So… what kind of performance am I now getting versus before?  Darn near triple, in some cases.  My 7200RPM 2TiB Toshiba drive, using DIRECT I/O, is able to read at nearly 100MiB/s and write at nearly 85MiB/s!  My older 7200RPM 500GiB Samsung drive got about 85MiB/s read and 65MiB/s write.

You may ask: Why Direct I/O?  Well, this is because operations that use buffered  i/o are VERY expensive on this device, and will result in less throughput and lower performance.  Meaning, bottleneck.  Doing buffered asynchronous reads/writes resulted in less performance.  Similar to why iperf had poor performance when driving network throughput, the expense of these operations slowed block i/o due to CPU speed and memory bandwidth limitations.    Direct I/O is not the same as synchronous, however.  In a nutshell, Direct I/O uses DMA to read and write directly from storage, bypassing the operating system caches.  Keep this all in mind for later…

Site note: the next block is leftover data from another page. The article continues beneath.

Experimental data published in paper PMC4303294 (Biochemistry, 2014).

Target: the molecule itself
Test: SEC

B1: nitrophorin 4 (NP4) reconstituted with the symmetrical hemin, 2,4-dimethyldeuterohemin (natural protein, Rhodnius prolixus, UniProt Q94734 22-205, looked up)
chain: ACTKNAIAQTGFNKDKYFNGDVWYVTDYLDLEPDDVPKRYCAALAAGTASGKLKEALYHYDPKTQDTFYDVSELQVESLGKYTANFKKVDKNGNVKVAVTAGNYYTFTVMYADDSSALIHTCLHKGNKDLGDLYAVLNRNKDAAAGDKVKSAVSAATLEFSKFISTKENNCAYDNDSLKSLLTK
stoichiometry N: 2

Below is a simple test you can perform yourself.  Delete the test file after you are finished.  It writes a 1024MiB file, and then reads it.  The large file size will also help eliminate the potential impact of file system caching on this system, since it only has 128MiB of RAM.

Direct I/O

dd if=/dev/zero of=./bigfile bs=1M count=1024 oflag=direct # Write to “bigfile” in this directory
dd of=/dev/null if=./bigfile bs=1M count=1024 iflag=direct # Read from “bigfile” in this directory

Buffered Async I/O

dd if=/dev/zero of=./bigfile bs=1M count=1024 # Write to “bigfile” in this directory
dd of=/dev/null if=./bigfile bs=1M count=1024 # Read from “bigfile” in this directory